fifth year, and £36 the sixth year; at the Paddington Green Hospital for Children the wages are £12 for the first year
and £14 for the second, while nurses are paid from £25 to £36, and sisters from £30 to £40.

In some of the regulations we note that the nurses "pay their own laundry." In one institution it is stated that there
is "an allowance of two shillings a week for washing," a sum which is certainly inadequate. As a rule indoor uniform,
or material for making up the uniform, is provided after the end of the trial month, but in some hospitals there is
no such provision during the first year of probationership. Outdoors uniform is seldom provided.

In some of the agreements there is a clause to the effect that "probationers will be subject to be discharged at
any time by the matron in case of misconduct, or should she consider them inefficient or negligent of their duties."
The expression "at any time" seems to imply that the probationer may be dismissed at a moment's notice. Nothing is
said about any right of appeal to the managing committee, and the matron is evidently entrusted with full powers.

The hours of duty for nurses vary somewhat in different hospitals. In the regulations of one hospital we find the
following note:---"Hours on duty, twelve; two and a half hours off duty every alternate day, and half a day once
a month." At another hospital the hours on duty are given as twelve. At a third the day nurses rise at 6 a.m.
and retire to rest at 10 p.m., but they are allowed an hour and a half for exercise in the middle of the day.

At Guy's Hospital the holidays are two weeks at the end of the first year, three weeks at the end of the second,
and afterwards four weeks. Staff nurses get five weeks, and sisters the same, and also every alternate Sunday to Monday.

The regulations for the most part show an improvement upon those that obtained a few years ago, though in some cases
it is still true that they are drawn up too much in the interest of the training school, and with too little regard to
the welfare of the nurses and probationers. One advantage which nurses now enjoy is that conferred upon them by
the Royal National Pension Fund for Nurses. In many hospitals all the nurses who join this excellent Fund have half
the premium paid for them by the institution.

THE NURSE'S DRESS.--- The nurse must be cleanly in her person, both for her own safety and for the sake
of those with whom she comes in contact. Her dress should be simple, but by all means let it be becoming.
Many ladies who take to nursing think it necessary to assume the most hideous garb imaginable. If the exigencies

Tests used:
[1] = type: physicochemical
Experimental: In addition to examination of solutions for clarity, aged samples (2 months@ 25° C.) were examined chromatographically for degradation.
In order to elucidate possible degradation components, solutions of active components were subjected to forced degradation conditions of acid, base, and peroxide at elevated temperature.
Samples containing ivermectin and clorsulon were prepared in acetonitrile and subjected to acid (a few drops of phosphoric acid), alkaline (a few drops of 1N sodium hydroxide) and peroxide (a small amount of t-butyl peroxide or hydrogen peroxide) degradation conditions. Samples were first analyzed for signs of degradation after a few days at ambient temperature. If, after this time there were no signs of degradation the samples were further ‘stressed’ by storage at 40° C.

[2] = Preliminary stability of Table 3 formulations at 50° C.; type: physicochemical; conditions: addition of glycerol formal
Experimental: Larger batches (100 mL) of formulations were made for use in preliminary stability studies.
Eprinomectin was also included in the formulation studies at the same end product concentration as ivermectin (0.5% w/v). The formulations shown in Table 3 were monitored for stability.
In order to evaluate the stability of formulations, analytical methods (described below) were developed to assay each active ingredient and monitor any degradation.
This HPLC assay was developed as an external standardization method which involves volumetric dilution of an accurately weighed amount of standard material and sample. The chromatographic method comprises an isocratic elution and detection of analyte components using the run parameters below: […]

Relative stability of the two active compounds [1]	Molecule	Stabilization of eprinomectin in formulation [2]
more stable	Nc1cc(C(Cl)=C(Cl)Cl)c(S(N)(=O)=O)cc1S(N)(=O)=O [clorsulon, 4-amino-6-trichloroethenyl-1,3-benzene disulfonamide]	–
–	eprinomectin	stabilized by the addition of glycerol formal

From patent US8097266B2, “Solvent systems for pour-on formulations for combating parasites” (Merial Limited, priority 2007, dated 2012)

of religion necessitate this course, we regret our inability to argue the case, but on medical grounds we feel quite
sure that the dress of an attendant on the sick should be simple and becoming, and not such as will excite the
wonder, the fear, or the risibility of a patient. The dress should be just long enough to clear the ground, and s
hould be made of printed calico, or some other washing material of a light colour and a smooth surface. Moreover,
it should be frequently washed. Some of the nursing sisterhoods adopt a robe made of black flannel with long
hanging sleeves. Nothing can be imagined more ill-suited for a nurse's dress. The blackness of it prevents the
ready detection of dirt, the rough surface and absorbent texture is ready to catch and suck up all disease particles,
whether dry or liquid, and the dangling sleeves and floating stole and girdle are certainly likely to hitch in every
projecting object, and as they fulfill no useful purpose, it is difficult to see why they should be retained. Some
of these lugubrious dresses are worn, too, for as long a period as were the hair shirts of the mediaeval hermits.
We have heard a sister boasting of the grimy penance to which she had subjected herself for more than six months.

It is to be regretted that ladies who perform their duties with so much zeal and with the highest possible intelligence,
should run the risk of marring much of the effect of their good deeds by adhering to a fashion of dress which ought
to have died out with the Middle Ages, and before the dawning of the science of hygiene.

A nurse should wear a neat cap, and should be careful to have shoes which do not creak. A pair of scissors and a
pin-cushion carried from a girdle will be found also of the greatest service. It is customary with many nurses to
carry with them a small pocket case filled with instruments, such as scissors, dressing forceps, caustic holder,
tongue depressor, and so forth, but these things are intended only for show, and are quite unnecessary.

THE NURSE'S OUTFIT. ---A nurse requires some kind of an outfit, but it need be of the most inexpensive
description. A clinical thermometer in a metal case can be obtained for 2s., scissors with blunt or sharp points
are 2s. 6d. a pair, a grooved director with scoop costs 1s. 9., and a silver probe with an eye or sharp point 1s. If
the nurse chooses to indulge in the luxury of a case or wallet, she can get it complete, filled with a variety of
instruments, for 19s. 6d., and can have her name stamped on it in gold letters for 1s. extra. "Silent shoes"
for use in the sick room are a little bit more expensive, but are supplied by most bootmakers at a price ranging
from 6s. 6d. to 10s. 6d.

EXAMINATION FOR NURSES.---At many hospitals nurses are required to pass examinations. We have had